The forthcoming Impressionist and Modern Art Evening Sale at Sotheby's in London will be led by a remarkable landscape by Gustav Klimt, marking the first time in over two decades this work has been offered for auction.
First unveiled to great acclaim in Vienna in the Kunstschau 1908 exhibition, Bauerngarten is considered one of Klimt's finest landscapes. Whilst famous for his commissioned portraits of Viennese society, landscapes were a long-held personal passion for the artist. Klimt spent several months each summer holidaying with friends and family in Attersee, where he devoted time to crafting these intricate explorations of the natural world.
GUSTAV KLIMT, BAUERNGARTEN, 1907. ESTIMATE UPON REQUEST.
The exhibition caused a sensation, with critics claiming that Klimt had endowed his works with an almost mystical quality, and declaring him a master landscape painter. Writing a review of the show Josef August Lux stated: "The flower meadows are even more beautiful since Klimt has painted them; the artist gives us an eye with which to see the radiant glory of their colours. We never learn to seize nature in her magical beauty other than through art, which always renews her appearance' (J.A. Lux quoted in Gustav Klimt: Modernism in the Making (exhibition catalogue), op. cit., p. 115)".
In 1906, Klimt attended an exhibition of works by Vincent van Gogh in Vienna, and his subsequent appreciation of van Gogh sparked a significant shift in his appreciation of paint. Drawing on this, the dynamic brushwork and vibrancy of Bauerngarten reflect this turning point in Klimt's style.
CLAUDE MONET, NYMPHÉAS, 1906. THE ART INSTITUE OF CHICAGO.
The square-canvas format chosen by Klimt for the present work heightens its visual impact and creates a marked difference to traditional landscape painting. Klimt started to use this type of support exclusively for landscapes in 1899, to achieve two specific effects; the symmetry denies the dominance of either horizontal or vertical elements in the picture, thus containing the scene with a tighter efficiency. Additionally, the square increases the sense that these are objects for contemplation. Significantly Claude Monet had started to use the square format in 1898 until 1916 to depict his waterlily ponds at Giverny. Monet was attempting to increase the impact of the surface of his paintings; the square negated the traditional emphasis on perspective and gave his daring brushwork a stable support upon which to play. Both Klimt and Monet used this technical innovation to make a break from the accepted form of landscape art.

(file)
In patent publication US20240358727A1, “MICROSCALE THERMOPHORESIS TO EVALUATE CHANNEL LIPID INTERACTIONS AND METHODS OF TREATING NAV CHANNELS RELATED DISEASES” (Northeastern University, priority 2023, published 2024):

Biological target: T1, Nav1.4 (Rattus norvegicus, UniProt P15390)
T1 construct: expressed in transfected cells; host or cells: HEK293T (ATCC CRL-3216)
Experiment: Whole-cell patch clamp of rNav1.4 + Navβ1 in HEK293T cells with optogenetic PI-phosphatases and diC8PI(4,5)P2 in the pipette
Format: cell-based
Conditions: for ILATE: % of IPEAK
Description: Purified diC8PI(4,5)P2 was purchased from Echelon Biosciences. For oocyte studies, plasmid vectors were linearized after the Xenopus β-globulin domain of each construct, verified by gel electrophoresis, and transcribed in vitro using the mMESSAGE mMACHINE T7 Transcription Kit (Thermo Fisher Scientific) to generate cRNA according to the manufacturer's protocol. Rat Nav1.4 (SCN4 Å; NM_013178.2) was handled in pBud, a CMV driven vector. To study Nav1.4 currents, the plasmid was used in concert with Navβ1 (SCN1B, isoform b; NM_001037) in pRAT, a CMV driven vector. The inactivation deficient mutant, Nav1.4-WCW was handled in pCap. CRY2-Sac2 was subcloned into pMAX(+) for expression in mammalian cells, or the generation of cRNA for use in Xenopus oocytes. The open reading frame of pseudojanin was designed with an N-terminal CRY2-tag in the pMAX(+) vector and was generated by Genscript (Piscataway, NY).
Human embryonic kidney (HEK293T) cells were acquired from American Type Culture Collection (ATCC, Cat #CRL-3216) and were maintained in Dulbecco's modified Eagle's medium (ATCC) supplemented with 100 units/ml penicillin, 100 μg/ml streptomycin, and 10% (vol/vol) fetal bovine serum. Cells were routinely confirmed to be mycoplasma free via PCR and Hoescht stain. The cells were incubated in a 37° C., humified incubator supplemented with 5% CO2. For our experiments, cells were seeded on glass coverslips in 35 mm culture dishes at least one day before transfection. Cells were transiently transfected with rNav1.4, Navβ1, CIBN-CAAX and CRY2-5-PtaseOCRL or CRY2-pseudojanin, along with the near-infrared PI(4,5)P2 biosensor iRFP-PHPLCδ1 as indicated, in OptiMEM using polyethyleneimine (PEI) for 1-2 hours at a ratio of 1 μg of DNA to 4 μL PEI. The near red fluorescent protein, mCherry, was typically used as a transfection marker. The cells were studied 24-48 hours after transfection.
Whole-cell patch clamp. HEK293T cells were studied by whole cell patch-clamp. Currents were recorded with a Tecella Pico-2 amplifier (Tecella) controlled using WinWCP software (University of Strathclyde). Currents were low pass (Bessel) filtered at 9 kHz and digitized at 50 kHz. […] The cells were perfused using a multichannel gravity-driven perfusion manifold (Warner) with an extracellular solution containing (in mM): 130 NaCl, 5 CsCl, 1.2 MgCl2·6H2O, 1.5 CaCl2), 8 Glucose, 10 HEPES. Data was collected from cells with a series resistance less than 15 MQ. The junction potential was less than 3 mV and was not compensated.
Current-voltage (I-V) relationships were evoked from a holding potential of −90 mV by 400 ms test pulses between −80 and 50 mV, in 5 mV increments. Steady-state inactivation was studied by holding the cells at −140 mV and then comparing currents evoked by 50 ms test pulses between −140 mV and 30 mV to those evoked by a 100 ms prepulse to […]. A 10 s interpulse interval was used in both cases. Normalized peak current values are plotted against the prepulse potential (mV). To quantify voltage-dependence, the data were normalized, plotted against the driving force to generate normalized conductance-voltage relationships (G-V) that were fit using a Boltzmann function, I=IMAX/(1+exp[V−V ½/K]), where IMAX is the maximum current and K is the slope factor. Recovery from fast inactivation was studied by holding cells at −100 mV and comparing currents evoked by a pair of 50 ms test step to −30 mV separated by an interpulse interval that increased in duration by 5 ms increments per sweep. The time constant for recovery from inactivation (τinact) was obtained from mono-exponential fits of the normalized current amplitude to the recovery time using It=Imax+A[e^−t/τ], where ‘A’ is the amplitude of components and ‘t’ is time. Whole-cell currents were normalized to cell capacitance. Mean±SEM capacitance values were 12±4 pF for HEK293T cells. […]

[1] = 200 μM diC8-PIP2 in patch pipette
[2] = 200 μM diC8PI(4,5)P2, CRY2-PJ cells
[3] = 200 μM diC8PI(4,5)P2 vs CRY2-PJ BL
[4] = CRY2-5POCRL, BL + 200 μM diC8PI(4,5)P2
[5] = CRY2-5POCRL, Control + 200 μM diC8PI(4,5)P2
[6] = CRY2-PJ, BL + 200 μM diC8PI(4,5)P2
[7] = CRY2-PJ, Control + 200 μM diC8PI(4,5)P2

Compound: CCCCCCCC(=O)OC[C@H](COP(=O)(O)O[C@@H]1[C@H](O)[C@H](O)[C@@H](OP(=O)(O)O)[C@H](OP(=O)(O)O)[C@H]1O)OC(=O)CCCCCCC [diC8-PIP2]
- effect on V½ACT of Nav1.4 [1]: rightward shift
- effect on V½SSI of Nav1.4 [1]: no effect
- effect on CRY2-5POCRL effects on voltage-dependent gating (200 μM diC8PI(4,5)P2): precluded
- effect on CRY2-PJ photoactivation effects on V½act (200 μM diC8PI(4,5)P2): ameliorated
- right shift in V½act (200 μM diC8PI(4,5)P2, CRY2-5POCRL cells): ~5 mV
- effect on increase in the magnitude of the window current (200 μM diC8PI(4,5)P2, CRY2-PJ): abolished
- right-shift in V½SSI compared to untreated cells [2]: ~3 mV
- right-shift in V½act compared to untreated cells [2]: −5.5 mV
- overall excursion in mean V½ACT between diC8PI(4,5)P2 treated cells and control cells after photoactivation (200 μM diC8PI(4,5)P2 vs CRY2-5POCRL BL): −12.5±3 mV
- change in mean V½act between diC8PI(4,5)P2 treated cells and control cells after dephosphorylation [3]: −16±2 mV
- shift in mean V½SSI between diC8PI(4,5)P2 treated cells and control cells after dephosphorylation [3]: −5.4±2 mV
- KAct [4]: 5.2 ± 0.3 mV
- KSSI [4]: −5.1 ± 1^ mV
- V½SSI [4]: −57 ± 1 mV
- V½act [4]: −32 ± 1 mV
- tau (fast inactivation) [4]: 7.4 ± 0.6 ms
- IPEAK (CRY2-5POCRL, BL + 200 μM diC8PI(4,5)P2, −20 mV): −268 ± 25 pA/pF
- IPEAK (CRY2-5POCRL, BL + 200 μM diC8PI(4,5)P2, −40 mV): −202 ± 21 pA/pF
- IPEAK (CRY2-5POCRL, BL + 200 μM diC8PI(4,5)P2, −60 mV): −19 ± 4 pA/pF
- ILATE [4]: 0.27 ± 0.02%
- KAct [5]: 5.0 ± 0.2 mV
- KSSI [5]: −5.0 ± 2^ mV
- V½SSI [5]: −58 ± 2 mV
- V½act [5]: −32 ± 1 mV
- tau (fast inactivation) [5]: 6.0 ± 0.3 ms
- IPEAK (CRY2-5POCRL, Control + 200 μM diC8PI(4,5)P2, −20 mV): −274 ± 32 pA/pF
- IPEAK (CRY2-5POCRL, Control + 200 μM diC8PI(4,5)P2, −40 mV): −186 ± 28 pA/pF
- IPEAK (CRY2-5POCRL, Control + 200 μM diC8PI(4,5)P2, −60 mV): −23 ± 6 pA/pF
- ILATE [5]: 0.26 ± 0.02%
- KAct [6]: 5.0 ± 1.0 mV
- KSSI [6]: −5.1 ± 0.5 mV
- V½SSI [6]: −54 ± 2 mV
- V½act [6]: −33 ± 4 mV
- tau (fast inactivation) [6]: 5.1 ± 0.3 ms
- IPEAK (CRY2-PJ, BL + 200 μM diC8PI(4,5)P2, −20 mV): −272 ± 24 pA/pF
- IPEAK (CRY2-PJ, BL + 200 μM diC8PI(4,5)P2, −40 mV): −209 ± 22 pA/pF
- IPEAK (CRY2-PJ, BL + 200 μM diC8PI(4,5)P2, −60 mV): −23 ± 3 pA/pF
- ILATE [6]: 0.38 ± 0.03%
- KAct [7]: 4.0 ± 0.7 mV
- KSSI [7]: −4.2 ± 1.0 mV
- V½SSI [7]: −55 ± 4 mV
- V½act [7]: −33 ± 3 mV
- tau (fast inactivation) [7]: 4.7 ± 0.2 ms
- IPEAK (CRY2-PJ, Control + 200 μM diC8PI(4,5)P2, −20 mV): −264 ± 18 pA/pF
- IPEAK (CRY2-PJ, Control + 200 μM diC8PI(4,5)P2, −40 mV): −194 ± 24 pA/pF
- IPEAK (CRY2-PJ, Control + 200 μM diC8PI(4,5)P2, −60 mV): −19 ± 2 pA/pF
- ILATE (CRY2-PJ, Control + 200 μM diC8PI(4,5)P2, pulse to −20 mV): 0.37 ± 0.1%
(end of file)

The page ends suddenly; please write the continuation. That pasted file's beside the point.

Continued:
GUSTAV KLIMT, ADELE BLOCH-BAUER I, 1907. COURTESY NEUE GALERIE, NEW YORK.
The unconventional composition of the Bauerngarten is also key to its visual and symbolic potency. The triangular arrangement of the uppermost flowers enrobed by poppies and zinnias bears some striking visual similarities to that of several figurative paintings that were executed during the same period. During the years 1905-1908 Klimt painted some of his most celebrated and innovative works, including Der Küss, Der Hoffnung II and his golden portrait of Adele Bloch-Bauer. The compositions of these major works all reference the bejewelled studies of flowers worked on during the summer months, and their dazzling intensity is mainly derived not from his use of gold and silver pigments, but their sections of superb brushwork depicting brightly coloured flowers.
Bauerngarten reaffirms Klimt's status as a master of Landscape, as Helena Newman, Global Co-Head of Sotheby’s Impressionist & Modern Art Department & Chairman of Sotheby's Europe, explains: "Innovative in its composition and jewel-like in its exquisite blaze of colours, it is one of the artist's greatest masterpieces ever to come to auction".
MAIN IMAGE: GUSTAV KLIMT, BAUERNGARTEN, 1907. ESTIMATE UPON REQUEST.
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